Go Batty For Bats This Halloween!
Bolton Green Umbrella | Saturday 05 October 2019 | 0 Comments
It’s almost that spooky time of year again! October 31st is fast approaching, so its time to stock up on sweets for the trick-or-treaters, pick out the creepiest costume you can find, and hone your pumpkin-carving skills! Some of us might even go all out and decorate the house with plastic spiders, cotton wool cobwebs and rubber bats!
But did you know that Halloween is more like the end of Valentine’s Day for real bats? The mating season for many UK species typically begins in August and can continue through to mid-October. After this, bats start accumulating fat reserves and searching for hibernation sites in order to survive over winter, which they spend in a state known as torpor. This is almost like a very deep sleep, where bats lower their body temperature and metabolic rate so as not to burn large amounts of energy.
Unfortunately, bat species worldwide are declining for a variety of reasons. Many of their natural habitats are being destroyed on a daily basis, largely due to land development and climate change. Food sources that insectivorous bats rely on have become depleted as increasing amounts of pesticide are used in agriculture. Devastating diseases such as white-nose syndrome are also continuing to spread across North America and Canada, and a cure has yet to be found. Life certainly isn't easy for the world's only flying mammal.
But it’s not all bad news. Some of our UK species may well be making a comeback despite these issues. Greater Horseshoe bat colonies, usually only found in the west of England and southern areas of Wales, were recently discovered in Kent, an area that this species hasn’t be known inhabited for over 115 years! An increased public awareness about the importance bats within our ecosystems has seen support for and participation in bat conservation groups rise in recent years, and even local authorities are starting to become more involved in protecting the welfare of these incredible creatures; Worcestershire County Council recently sanctioned plans to install bat-friendly street lighting throughout their borough, the first scheme of its kind within the UK. So thankfully, it seems there is still hope for the future.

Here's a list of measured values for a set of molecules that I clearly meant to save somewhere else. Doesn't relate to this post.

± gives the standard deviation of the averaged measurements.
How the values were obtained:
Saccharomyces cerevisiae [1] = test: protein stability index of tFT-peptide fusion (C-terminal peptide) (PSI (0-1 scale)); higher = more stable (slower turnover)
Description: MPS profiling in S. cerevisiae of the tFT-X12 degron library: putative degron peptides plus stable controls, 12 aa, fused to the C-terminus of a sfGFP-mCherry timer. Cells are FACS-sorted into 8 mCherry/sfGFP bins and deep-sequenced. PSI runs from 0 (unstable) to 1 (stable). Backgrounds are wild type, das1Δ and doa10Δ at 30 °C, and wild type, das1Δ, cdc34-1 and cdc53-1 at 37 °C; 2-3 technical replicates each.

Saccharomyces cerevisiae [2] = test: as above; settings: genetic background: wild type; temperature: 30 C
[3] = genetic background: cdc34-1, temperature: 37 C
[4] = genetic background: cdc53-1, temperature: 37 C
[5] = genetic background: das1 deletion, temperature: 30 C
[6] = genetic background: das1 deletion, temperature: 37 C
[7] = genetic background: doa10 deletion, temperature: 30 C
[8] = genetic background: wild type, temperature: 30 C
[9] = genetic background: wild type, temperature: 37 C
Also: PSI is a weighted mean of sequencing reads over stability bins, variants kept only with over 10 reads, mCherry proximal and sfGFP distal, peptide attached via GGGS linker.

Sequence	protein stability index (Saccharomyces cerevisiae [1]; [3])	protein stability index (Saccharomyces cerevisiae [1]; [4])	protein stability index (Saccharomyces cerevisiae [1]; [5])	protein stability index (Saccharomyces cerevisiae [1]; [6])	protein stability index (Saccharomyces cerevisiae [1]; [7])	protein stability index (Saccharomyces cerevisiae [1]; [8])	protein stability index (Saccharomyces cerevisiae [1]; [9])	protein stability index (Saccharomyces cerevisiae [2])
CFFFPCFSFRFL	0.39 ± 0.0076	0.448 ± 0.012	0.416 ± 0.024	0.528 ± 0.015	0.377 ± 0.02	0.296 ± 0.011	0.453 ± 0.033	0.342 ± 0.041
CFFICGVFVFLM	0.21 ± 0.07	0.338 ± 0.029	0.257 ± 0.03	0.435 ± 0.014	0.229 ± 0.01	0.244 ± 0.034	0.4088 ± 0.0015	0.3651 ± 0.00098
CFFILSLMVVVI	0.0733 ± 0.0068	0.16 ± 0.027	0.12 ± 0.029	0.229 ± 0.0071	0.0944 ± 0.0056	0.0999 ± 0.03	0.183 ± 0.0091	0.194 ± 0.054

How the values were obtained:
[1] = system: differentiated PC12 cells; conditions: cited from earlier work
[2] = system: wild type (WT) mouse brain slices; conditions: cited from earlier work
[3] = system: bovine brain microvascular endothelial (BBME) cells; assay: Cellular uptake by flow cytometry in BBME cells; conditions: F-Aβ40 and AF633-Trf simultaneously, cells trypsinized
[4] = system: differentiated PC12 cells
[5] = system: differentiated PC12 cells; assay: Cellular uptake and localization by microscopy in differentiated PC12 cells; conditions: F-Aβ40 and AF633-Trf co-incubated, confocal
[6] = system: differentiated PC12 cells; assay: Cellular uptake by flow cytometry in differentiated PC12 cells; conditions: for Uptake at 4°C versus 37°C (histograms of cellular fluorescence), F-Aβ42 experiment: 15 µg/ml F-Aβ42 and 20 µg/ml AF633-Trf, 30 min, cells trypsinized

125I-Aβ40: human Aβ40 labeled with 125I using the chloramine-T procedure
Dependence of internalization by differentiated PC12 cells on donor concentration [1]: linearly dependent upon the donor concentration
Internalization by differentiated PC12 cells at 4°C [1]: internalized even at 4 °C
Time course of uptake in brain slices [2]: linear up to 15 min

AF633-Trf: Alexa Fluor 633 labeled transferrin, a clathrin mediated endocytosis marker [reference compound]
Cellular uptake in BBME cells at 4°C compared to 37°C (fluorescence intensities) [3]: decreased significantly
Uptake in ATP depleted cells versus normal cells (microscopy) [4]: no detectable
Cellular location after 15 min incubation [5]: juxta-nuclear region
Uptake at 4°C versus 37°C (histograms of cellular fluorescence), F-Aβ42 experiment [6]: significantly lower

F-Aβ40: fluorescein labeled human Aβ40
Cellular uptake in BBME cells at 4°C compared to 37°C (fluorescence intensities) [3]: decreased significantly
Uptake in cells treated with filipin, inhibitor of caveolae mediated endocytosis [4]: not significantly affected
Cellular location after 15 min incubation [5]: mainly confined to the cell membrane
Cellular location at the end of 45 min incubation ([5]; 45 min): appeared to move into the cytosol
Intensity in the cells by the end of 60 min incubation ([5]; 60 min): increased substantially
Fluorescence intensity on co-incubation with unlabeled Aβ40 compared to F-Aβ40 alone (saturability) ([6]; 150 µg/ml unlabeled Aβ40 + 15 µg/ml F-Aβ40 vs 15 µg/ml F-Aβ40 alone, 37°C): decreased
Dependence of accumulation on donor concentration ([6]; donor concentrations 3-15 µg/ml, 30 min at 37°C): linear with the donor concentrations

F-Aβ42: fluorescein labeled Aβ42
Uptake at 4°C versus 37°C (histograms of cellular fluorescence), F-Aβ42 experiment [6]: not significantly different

If you are interested in bats and would like to see them out on the wing in the wild before they disappear for the winter, why not go to a local bat walk? They are usually free to attend, and most are family-friendly too. So don’t miss out - keep an eye on our events page for any upcoming walks near you!
For more information on bats and to find our how you can support bat conservation, please visit the Bat Conservation Trust website.
Photo credit: Janice Whittington, People's Trust for Endangered Species
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